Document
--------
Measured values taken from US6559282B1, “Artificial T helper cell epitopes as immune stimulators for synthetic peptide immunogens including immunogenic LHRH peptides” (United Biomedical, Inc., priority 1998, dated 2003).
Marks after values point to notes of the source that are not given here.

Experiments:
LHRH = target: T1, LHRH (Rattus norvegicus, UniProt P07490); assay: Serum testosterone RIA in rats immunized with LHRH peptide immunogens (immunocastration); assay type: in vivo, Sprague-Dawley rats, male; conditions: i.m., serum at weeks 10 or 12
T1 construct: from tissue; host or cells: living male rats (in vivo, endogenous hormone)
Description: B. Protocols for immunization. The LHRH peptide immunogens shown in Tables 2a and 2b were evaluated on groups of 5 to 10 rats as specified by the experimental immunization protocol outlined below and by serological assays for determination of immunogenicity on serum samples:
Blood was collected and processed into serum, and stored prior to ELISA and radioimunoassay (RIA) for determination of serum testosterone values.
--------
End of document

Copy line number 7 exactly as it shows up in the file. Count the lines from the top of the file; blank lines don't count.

Blood was collected and processed into serum, and stored prior to ELISA and radioimunoassay (RIA) for determination of serum testosterone values.